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You are on page 1of 38

1

Chapter Two

Graphical and Tabular

Descriptive Techniques

Copyright © 2009 Cengage Learning 2.2

Graphical & Tabular Techniques for Nominal Data…

The only allowable calculation on nominal data is to count

the frequency of each value of the variable.

We can summarize the data in a table that presents the

categories and their counts called a frequency distribution.

A relative frequency distribution lists the categories and the

proportion with which each occurs.

Copyright © 2009 Cengage Learning 2.3

Example 2.1 Light Beer Preference Survey

In 2006 total light beer sales in the United States was approximately 3

million gallons

With this large a market breweries often need to know more about who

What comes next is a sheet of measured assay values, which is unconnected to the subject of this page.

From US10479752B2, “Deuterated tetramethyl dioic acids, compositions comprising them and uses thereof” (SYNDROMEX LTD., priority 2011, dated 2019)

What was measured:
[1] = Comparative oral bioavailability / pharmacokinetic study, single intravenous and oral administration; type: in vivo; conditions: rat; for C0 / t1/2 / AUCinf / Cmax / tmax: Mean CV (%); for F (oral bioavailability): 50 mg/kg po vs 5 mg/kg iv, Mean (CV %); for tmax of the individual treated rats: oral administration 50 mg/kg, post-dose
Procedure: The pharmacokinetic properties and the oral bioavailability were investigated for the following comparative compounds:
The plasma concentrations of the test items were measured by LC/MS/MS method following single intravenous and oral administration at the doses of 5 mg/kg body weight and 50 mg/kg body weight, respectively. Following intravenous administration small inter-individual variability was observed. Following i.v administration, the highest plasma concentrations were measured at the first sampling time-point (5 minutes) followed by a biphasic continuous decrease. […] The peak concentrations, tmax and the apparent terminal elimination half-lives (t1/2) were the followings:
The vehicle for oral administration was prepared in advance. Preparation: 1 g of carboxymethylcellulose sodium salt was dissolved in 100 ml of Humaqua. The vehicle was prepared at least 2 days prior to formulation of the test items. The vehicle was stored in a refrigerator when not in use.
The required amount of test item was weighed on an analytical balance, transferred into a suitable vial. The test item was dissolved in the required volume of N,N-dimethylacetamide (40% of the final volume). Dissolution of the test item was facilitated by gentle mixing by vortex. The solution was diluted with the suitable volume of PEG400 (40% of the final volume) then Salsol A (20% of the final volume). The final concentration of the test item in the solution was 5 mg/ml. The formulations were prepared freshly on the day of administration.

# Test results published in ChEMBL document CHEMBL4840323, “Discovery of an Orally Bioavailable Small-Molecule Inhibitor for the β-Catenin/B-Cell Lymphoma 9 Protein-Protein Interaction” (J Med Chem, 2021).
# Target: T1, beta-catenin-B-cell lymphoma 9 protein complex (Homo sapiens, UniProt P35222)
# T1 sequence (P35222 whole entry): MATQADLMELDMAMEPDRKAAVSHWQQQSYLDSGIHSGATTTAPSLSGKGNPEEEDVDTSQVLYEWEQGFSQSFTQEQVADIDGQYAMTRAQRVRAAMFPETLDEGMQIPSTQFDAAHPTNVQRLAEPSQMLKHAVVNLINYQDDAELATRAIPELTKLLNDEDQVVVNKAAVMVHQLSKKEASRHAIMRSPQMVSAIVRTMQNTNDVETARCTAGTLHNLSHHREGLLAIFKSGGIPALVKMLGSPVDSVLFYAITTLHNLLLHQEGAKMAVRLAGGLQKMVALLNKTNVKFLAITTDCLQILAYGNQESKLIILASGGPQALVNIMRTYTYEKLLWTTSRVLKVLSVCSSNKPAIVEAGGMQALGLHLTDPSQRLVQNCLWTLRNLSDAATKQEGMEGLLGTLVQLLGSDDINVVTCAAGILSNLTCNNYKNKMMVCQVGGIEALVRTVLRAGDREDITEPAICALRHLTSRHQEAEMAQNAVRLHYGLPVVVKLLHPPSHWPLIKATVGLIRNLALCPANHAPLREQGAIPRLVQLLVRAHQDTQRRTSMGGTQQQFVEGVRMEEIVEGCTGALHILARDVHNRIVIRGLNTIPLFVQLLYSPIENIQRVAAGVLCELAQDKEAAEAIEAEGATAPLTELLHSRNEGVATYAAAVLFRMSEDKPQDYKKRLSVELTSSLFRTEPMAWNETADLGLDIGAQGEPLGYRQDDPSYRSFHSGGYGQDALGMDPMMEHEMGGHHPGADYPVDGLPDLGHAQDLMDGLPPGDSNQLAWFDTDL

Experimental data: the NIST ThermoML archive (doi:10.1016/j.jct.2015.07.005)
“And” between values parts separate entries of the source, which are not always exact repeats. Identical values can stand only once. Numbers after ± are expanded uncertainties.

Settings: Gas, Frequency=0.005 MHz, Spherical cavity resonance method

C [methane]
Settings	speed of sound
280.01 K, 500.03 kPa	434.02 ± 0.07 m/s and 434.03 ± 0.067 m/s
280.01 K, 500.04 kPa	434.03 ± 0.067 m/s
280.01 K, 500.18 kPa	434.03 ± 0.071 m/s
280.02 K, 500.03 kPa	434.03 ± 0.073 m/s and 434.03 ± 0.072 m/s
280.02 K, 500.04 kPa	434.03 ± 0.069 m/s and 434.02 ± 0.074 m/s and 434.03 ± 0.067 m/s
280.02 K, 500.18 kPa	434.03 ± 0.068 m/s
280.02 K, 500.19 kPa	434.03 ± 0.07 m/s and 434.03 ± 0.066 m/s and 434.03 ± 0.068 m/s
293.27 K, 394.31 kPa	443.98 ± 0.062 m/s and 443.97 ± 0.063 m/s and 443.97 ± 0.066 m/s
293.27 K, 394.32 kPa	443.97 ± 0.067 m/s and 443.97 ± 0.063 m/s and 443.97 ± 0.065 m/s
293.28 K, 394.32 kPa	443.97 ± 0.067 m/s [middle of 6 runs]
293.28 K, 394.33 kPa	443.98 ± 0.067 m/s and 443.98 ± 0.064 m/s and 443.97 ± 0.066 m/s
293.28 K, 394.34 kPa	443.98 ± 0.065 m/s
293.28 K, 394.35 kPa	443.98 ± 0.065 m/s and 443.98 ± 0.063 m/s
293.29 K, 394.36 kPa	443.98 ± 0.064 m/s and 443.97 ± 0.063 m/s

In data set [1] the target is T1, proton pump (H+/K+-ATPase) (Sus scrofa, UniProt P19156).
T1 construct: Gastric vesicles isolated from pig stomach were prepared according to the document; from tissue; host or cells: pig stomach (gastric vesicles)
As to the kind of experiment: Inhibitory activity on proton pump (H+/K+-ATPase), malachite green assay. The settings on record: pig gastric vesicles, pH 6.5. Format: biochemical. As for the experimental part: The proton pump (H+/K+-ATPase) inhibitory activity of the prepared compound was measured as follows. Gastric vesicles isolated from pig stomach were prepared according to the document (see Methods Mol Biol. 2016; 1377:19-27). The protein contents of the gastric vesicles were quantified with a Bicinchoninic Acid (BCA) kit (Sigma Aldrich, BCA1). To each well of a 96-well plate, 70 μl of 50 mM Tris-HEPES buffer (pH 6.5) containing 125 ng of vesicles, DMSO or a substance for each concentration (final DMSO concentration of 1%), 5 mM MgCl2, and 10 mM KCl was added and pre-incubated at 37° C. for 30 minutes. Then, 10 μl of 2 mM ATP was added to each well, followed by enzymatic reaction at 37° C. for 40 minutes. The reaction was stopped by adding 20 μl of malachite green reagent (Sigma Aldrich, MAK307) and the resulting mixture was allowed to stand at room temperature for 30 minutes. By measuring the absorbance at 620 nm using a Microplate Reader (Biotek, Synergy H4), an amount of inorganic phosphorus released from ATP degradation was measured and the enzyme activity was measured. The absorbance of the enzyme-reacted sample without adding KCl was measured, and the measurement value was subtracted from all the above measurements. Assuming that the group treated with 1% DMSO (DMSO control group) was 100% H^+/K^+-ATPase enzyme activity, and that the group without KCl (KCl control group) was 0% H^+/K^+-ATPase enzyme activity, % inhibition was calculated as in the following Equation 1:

is buying their product.

The marketing manager of a major brewery wanted to analyze the light

beer sales among college and university students who do drink light

beer.

A random sample of 285 graduating students was asked to report

which of the following is their favorite light beer.

Copyright © 2009 Cengage Learning 2.4

Example 2.1

1. Budweiser Light

2. Busch Light

3. Coors Light

4. Michelob Light

5. Miller Lite

6. Natural Light

7. Other brand

The responses were recorded using the codes. Construct a frequency

and relative frequency distribution for these data and graphically

summarize the data by producing a bar chart and a pie chart.

Copyright © 2009 Cengage Learning 2.5